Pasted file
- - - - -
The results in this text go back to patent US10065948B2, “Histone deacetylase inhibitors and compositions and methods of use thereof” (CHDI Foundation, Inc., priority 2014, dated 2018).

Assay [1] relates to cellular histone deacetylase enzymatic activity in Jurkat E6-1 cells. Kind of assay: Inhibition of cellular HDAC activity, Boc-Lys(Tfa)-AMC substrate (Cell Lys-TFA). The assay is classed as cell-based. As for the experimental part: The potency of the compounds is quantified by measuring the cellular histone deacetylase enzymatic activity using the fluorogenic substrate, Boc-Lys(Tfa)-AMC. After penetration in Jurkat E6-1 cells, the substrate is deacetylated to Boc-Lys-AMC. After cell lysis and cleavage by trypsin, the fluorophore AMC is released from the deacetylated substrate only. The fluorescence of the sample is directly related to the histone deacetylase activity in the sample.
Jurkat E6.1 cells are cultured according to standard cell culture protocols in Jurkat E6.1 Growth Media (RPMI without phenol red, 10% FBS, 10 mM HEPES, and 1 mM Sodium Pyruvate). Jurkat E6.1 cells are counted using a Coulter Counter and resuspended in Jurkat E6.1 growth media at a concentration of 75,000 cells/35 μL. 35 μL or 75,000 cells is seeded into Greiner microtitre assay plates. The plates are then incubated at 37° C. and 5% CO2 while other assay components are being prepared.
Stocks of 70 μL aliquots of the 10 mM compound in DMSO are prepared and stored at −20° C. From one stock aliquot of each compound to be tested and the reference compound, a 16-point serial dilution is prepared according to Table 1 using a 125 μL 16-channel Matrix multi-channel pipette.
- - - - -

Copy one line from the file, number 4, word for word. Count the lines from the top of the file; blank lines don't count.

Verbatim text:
Stocks of 70 μL aliquots of the 10 mM compound in DMSO are prepared and stored at −20° C. From one stock aliquot of each compound to be tested and the reference compound, a 16-point serial dilution is prepared according to Table 1 using a 125 μL 16-channel Matrix multi-channel pipette.